The goal of an effective manager is to produce excellent results without a lot of effort. This idea is simple to grasp in theory but is poorly executed by most firms. There are two common scenarios that tend to exist in recruiting firms, both of which prove ineffective over time.
Scenario one: The soft manager- In this scenario the manager is liked by the recruiters but does not produce strong results. Expectations are not clear, consequences are not enforced, and the manager is not respected.
Scenario two: The hard manager- In this scenario the manager may produce good results but he or she is not liked by the team. Therefore morale is low, turnover is high and management is seen by the staff as the enemy.
The best management strategy is one that takes the best parts of the hard and soft manager and combines them into one system. This produces an environment where employees respect the manager and also have a friendly relationship with him or her. To have this type of environment requires a mind shift in the way you view your staff and your role as a leader.
The “Leave alone/ zap” management method:
In most companies if you ask the employees, “How do you know if you’re doing a good job?” they will respond by saying that as long as they’re not being chewed out by their boss, they’re doing a good job. The authors of the One Minute Manager call this the “leave alone/zap” method of management. What this means is that when you do well, you hear nothing and when you do poorly, you get “zapped” or scolded. This management tends to produce tension and resentment within the company.
A key thing to remember when thinking about your management strategy is this: recruiters who feel confident and good about themselves produce better results. They need to know when they’ve done something right or even approximately right in order to have a strong sense of confidence. They must know what good behavior looks like which means that performance standards must be clear. Often times management and the employees disagree on what’s expected. Neither side has made sure that the other knows what is expected. Misunderstanding and poor communication leads to a tremendous amount of discord, blame and spotty performance.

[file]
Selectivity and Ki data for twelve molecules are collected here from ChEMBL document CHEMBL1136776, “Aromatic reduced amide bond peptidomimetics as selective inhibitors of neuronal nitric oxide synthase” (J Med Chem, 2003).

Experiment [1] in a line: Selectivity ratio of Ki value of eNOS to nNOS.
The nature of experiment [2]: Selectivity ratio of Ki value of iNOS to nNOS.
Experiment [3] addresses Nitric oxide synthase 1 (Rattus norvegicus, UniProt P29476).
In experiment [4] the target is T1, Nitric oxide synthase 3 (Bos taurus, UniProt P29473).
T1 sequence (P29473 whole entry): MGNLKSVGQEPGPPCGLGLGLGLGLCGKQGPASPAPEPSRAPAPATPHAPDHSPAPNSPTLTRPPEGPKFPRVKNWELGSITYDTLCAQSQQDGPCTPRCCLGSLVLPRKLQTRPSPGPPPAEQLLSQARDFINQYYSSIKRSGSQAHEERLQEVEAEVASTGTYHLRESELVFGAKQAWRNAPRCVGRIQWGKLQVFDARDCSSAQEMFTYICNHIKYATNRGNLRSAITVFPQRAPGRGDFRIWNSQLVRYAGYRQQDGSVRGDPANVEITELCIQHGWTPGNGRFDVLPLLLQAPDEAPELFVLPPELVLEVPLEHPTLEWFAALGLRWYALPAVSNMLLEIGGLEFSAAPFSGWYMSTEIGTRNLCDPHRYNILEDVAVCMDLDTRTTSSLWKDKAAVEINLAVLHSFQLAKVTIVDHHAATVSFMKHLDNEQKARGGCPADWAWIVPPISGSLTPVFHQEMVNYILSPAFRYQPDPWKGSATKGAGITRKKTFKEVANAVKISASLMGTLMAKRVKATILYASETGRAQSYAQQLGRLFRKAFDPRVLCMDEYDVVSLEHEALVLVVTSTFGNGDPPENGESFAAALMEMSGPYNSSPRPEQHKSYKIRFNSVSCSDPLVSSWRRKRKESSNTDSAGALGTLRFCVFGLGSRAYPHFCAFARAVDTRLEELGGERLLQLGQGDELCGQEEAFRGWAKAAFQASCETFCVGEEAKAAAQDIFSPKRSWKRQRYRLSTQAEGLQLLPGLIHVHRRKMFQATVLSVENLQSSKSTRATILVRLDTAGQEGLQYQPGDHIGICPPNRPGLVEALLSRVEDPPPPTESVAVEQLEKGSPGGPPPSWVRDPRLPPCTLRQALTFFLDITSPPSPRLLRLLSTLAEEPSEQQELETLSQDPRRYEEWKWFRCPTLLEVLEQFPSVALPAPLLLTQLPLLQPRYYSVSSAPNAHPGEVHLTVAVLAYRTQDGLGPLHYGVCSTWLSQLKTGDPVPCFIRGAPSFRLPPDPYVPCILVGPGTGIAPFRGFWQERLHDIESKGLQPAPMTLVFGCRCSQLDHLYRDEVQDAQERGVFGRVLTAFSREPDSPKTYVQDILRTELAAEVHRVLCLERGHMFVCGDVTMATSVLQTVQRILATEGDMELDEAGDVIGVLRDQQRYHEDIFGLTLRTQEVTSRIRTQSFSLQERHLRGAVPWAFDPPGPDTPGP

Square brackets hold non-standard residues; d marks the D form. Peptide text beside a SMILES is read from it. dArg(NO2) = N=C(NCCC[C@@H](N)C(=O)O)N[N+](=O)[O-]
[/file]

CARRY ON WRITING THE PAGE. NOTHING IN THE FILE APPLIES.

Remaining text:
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If your management strategy includes the following three things, you’re well on your way to better performance:
1. Establish clear goals: What does average performance look like? What about above average? What about below average? You must define and get agreement on these standards in advance in order to have an effective and fair management strategy.
2. Establish clear rewards: What benefit do your employees get by performing well? Are they constantly being reinforced for the little things that they do correctly? Rewards need to be timely and consistent in order to produce positive results.
3. Establish clear consequences: What consequence is there for poor performance? What happens if someone performs poorly for several months? Consequences also need to be timely and consistent in order to produce strong results.
You as a manager will not need to spend a lot of time with your staff if you can master the three simple techniques listed above. The idea is to make the rules the bad guy and you as the manager the good guy who’s cheering them on to better performance. The rewards and consequences are clear so the use of threats, guilt and nagging are irrelevant. Your job changes from that of a nag to that of a supportive but firm coach. This strategy is aligned with the axiom, “goals begin behaviors, and consequences maintain behaviors”. I will write more about the three techniques above in a future Fordyce article.